But what were we to do with all the hard-wired links out there to We left NCSA 1.3 loaded on Martigny but changed the configuration files so that a request for "" would result in a 302 redirect being returned to the user's browser so that it would instead fetch

Two years later, in August 1996, someone upgraded Martigny from HP-UX 9 to HP-UX 10. Nobody bothered to install a Web server on the machine. Email began to trickle in "I searched for you on the Web but your server has been down since last Thursday." Eventually we figured out that the search engines were still sending people to Martigny, a machine that was in no danger of ever responding to a Web request since it no longer ran any program listening to port 80.

The one store on Chappaquiddick, Martha's Vineyard, Massachusetts.  It is a combination beer/ice shop and junkyard Those were the early days of Apache and we couldn't get it to compile. We downloaded an expensive commercial Web server made by a now-defunct company called "Netscape". It was a $5000 product, free to universities, with a built-in redirect facility but sadly there was a bug in the program and the redirects didn't work. Because the product was closed-source we couldn't fix it ourselves. Finally we installed AOLserver, which did not have a neat redirect facility, but its Tcl API seemed flexible enough that it would be possible to make the server do whatever we wanted.

First, we tell AOLserver to feed all requests to a Tcl procedure instead of looking around in the file system:

ns_register_proc GET / martigny_redirect

This is a Tcl function call. The function being called is named ns_register_proc. Any function that begins with "ns_" is part of the NaviServer Tcl API (NaviServer was the name of the program before AOL bought NaviSoft in 1995). ns_register_proc takes three arguments: method, URL, and procname. In this case, the code says that HTTP GETs for the URL "/" (and below) are to be handled by the Tcl procedure martigny_redirect:

proc martigny_redirect {} {
    append url_on_swissnet "" [ns_conn url]
    ns_returnredirect $url_on_swissnet

This is a Tcl procedure definition, which has the form "proc procedure-name arguments body". martigny_redirect takes no arguments. When martigny_redirect is invoked, it first computes the full URL of the corresponding file on Swissnet. The meat of this computation is a call to the API procedure "ns_conn" asking for the URL that was part of the request line.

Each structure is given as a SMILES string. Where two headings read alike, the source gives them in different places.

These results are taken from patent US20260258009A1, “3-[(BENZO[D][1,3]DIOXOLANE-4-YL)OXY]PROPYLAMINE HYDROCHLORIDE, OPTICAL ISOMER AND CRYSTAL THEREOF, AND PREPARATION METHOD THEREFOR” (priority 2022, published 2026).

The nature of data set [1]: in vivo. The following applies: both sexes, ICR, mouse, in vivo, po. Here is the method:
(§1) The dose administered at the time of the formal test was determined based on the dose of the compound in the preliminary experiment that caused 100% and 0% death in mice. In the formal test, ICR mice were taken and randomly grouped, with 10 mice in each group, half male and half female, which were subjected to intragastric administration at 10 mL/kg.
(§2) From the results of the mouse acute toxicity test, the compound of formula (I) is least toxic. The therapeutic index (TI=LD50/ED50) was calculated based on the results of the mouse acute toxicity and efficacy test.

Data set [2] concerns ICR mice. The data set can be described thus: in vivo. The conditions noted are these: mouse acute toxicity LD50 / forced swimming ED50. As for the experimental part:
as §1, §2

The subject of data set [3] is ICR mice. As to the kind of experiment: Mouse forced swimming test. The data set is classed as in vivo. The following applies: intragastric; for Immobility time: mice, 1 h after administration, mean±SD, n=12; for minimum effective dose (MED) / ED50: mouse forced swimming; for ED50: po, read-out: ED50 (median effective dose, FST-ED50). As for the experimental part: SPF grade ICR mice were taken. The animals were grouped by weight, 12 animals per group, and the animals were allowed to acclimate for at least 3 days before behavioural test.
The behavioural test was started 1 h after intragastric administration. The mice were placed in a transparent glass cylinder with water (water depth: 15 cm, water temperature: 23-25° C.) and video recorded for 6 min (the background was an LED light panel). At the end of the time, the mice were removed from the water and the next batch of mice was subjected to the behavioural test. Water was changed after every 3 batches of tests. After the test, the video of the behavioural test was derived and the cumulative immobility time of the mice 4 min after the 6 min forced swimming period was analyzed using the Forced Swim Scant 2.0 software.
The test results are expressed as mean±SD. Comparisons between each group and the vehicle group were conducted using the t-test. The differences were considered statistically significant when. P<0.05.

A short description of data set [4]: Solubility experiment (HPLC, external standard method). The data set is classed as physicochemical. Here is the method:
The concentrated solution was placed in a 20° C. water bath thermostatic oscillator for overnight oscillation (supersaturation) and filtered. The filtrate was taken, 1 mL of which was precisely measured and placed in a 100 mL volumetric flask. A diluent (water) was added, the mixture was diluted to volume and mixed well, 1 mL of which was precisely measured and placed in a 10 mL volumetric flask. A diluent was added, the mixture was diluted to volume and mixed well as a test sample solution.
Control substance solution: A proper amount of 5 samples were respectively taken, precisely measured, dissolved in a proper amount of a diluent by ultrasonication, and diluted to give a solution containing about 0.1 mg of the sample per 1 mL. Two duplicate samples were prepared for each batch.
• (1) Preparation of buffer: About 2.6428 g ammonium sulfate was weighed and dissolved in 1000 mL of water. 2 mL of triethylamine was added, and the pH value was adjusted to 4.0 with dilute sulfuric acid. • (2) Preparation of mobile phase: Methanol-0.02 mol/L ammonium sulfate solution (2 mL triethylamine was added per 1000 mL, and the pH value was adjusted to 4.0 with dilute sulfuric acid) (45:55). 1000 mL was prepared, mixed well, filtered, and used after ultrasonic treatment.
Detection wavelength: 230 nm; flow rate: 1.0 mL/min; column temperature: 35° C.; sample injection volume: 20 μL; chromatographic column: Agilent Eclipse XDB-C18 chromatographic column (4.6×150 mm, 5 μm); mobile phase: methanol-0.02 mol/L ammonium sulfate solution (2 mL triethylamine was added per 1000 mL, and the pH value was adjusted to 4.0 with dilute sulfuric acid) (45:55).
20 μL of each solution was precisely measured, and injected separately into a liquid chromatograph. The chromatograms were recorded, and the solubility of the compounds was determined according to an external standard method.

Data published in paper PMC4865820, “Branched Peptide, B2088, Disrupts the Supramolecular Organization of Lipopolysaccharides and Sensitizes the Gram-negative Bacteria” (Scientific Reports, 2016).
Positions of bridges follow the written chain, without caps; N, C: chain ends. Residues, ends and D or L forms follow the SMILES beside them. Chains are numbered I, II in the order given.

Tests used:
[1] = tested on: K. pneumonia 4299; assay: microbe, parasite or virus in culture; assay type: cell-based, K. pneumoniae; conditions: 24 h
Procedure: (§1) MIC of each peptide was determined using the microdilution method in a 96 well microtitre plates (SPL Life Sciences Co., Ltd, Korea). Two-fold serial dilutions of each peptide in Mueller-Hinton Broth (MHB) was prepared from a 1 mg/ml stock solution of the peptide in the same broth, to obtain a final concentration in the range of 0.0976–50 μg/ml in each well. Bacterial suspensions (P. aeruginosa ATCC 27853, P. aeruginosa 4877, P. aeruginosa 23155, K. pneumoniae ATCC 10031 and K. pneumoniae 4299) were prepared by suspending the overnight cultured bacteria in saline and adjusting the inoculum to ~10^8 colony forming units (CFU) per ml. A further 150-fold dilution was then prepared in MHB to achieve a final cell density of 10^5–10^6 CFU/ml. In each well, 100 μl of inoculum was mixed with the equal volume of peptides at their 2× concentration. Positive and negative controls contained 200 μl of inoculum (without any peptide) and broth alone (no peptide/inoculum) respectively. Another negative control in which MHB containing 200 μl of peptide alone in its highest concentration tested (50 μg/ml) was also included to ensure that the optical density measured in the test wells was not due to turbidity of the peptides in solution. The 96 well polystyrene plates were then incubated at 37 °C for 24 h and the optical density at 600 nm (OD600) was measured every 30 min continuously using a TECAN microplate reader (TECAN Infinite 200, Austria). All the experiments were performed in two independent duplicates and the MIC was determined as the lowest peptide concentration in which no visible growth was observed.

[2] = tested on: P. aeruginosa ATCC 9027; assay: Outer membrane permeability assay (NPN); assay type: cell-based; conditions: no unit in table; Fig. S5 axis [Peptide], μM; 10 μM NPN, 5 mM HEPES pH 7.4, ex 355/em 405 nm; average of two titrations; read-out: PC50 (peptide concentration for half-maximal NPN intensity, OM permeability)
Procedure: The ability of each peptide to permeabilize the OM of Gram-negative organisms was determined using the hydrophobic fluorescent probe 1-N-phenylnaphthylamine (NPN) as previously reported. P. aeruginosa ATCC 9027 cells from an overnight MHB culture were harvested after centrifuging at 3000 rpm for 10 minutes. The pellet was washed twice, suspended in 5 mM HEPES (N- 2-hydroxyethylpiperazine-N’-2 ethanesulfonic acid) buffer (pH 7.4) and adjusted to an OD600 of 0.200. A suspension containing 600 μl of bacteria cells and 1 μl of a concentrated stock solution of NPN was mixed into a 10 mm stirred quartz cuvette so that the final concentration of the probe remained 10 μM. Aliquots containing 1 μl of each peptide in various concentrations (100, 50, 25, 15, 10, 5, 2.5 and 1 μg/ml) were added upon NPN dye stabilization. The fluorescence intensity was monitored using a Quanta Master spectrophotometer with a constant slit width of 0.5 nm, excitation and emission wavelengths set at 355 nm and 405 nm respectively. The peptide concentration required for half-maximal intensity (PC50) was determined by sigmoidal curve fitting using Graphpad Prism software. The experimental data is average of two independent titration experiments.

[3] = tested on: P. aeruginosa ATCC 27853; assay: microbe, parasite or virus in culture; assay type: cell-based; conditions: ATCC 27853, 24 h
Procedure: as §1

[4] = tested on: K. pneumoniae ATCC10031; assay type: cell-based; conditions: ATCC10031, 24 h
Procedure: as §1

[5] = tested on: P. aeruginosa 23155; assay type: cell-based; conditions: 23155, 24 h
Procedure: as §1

With the full URL computed, martigny_redirect's second body line calls the API procedure ns_returnredirect. This writes back to the connection a set of 302 redirect headers instructing the browser to rerequest the file, this time from "".

Example 2: Customizing Access

Chappaquiddick, like the rest of Martha's Vineyard (Massachusetts) has only a tiny bit of public beach MIT Press wanted to sell subscriptions to electronic journals either to institutions or to individuals. They also wanted portions of the journals to be freely available. In the case of an institutional subscriber, the server needed to recognize that the client came from a range of authorized IP addresses, e.g., any computer whose IP address starts with "36." is at Stanford, so if they've paid for a site-wide subscription, don't demand username or password from Chappaquiddick Beach Club, sort of part of Martha's Vineyard, Massachusetts individuals. For individuals, they decided to start by simply distributing the same username/password pair to all the subscribers. All of the information about who was authorized had to come from their relational database. It turned out that this set of constraints was too complex for the standard permissions module that comes with AOLserver, if only because it uses its own little Unix files-based database. Fortunately, the AOLserver API provides for program invocation prior to page service via a mechanism called filters. After 20 minutes we came up with the following program: